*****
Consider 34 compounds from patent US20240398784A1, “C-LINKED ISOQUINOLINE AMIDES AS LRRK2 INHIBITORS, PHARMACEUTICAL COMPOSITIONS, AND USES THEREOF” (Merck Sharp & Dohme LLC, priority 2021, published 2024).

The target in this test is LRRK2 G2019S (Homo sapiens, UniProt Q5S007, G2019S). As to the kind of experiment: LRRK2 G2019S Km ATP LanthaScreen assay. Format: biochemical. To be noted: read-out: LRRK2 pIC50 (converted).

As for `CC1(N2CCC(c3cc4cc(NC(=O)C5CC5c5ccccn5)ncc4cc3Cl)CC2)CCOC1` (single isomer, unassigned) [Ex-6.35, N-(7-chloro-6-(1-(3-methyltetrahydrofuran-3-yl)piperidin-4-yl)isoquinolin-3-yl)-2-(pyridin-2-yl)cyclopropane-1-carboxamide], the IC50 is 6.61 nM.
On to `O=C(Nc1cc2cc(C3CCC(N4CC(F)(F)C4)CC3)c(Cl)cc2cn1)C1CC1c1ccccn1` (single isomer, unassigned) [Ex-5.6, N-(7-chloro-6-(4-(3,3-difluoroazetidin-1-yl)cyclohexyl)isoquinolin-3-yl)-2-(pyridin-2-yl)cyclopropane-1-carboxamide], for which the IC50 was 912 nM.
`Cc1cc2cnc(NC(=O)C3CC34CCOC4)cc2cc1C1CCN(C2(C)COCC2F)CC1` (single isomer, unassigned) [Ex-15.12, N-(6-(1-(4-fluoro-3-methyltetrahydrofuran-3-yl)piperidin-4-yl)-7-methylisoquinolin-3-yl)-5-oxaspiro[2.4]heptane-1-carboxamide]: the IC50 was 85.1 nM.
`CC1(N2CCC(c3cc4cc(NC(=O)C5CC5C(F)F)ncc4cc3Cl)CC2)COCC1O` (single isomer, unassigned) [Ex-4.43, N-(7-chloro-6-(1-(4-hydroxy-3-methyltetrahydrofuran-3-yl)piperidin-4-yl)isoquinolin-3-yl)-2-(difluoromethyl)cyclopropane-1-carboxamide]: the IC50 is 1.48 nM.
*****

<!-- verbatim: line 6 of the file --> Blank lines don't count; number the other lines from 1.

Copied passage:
`CC1(N2CCC(c3cc4cc(NC(=O)C5CC5C(F)F)ncc4cc3Cl)CC2)COCC1O` (single isomer, unassigned) [Ex-4.43, N-(7-chloro-6-(1-(4-hydroxy-3-methyltetrahydrofuran-3-yl)piperidin-4-yl)isoquinolin-3-yl)-2-(difluoromethyl)cyclopropane-1-carboxamide]: the IC50 is 1.48 nM.